Adding The Drug Atezolizumab to a Usual Treatment for Advanced Papillary Renal Cell Cancer
What is the purpose of this clinical trial?
Papillary renal cell cancer is a rare type of kidney cancer that forms in small tubes of the kidney. This study will test treatment for papillary renal cell cancer that has spread to other places in
the body. Researchers want to find out if a usual treatment for this cancer can be improved by combining it with the study drug atezolizumab.
This trial is set up to find out:
- If adding the study drug to usual treatment helps people live longer with this type of kidney cancer before the cancer gets worse
- How people with this type of kidney cancer respond to usual treatment plus the study drug compared to usual treatment without the study drug
- What side effects people have with the different treatments
Why is this trial important?
Advanced kidney cancer can be difficult to treat, and doctors want to improve treatment for it. The study drug atezolizumab is an immunotherapy drug that may help the immune system fight cancer. It is approved by the Food and Drug Administration (FDA) to treat other advanced cancers, including some types of kidney cancer. Adding it to usual treatment may work better than the usual treatment alone for advanced papillary renal cell cancer.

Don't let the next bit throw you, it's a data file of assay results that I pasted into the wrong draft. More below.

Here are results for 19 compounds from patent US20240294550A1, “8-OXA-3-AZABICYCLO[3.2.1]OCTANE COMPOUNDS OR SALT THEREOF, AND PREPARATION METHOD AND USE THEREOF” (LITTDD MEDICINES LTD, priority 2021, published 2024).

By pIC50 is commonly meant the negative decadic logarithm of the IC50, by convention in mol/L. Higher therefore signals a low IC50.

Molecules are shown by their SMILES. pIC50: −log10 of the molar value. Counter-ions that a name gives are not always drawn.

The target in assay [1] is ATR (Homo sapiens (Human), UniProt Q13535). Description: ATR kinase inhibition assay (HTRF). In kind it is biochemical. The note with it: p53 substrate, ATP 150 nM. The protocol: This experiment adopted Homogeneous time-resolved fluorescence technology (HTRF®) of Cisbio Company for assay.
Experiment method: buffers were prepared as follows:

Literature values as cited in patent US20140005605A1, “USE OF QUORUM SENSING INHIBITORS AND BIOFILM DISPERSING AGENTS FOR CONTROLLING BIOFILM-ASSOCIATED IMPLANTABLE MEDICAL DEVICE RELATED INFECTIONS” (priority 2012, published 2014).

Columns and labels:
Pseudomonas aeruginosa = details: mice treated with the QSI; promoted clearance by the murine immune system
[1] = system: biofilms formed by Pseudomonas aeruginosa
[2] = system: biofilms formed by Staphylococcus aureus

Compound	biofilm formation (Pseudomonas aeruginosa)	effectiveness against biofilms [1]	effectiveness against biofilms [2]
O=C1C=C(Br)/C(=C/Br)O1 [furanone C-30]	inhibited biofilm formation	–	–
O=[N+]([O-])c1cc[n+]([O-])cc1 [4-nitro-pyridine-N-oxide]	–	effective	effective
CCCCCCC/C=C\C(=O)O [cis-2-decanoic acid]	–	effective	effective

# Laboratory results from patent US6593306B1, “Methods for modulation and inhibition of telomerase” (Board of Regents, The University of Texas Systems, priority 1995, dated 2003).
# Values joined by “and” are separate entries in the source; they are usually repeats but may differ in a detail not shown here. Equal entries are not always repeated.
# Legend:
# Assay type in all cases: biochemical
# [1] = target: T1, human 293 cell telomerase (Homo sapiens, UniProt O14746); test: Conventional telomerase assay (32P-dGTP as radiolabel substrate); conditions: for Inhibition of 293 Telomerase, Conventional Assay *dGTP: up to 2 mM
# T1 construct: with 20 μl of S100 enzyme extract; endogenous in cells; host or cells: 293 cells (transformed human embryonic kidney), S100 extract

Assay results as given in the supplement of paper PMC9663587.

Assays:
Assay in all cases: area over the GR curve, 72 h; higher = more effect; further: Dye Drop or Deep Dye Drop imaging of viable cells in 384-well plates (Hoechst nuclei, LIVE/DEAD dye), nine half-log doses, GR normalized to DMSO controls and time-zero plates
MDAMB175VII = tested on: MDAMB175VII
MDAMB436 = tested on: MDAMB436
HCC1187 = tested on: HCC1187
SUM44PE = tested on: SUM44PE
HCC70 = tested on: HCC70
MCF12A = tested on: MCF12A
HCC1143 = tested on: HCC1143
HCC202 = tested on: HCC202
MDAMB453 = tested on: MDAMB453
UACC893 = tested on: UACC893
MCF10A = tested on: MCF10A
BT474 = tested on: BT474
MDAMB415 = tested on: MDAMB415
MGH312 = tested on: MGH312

Who can be in this trial?
This trial is for adults, age 18 and older, with papillary renal cell cancer that has spread to other places in the body.
Talk with your doctor to learn more about who can join this study.
This trial may be for people who:
This trial is not for people who:
- Have heart problems or poor liver function
- Have an autoimmune disease
- Have an active HIV, hepatitis B, or hepatitis C infection
- Have certain gastrointestinal (GI) disorders
- Are pregnant
What treatments will I get?
A computer will randomly assign you to one of 2 study groups.
Your doctor will not have control over which group you will be assigned to. This helps make sure the study results are fair and reliable.
Group 1: Usual treatment
Group 2: Usual treatment and study drug
How long will I be in the trial?
You will be in the study for 5 years. Your study doctor will closely watch you for side effects and watch how your cancer responds to the treatment. You may continue treatment until it stops working or if you have side effects that are too severe. You may choose to stop treatment at any time for any reason.
If you stop getting treatment, you will have follow-up visits with the study team until 5 years after you started the study.
Are there costs? Will I get paid?
The drugs cabozantinib and atezolizumab are provided free to you. You will not be paid for joining. You will not be paid for joining the study. Check with your health care provider and insurance provider to find out what costs will and won't be covered in this study.
Where can I find more information about this trial?
- Talk with your health care provider
- Call the National Cancer Institute at 1-800-4-CANCER
- Go to www.ClinicalTrials.gov and search using the national clinical trial number: 05411081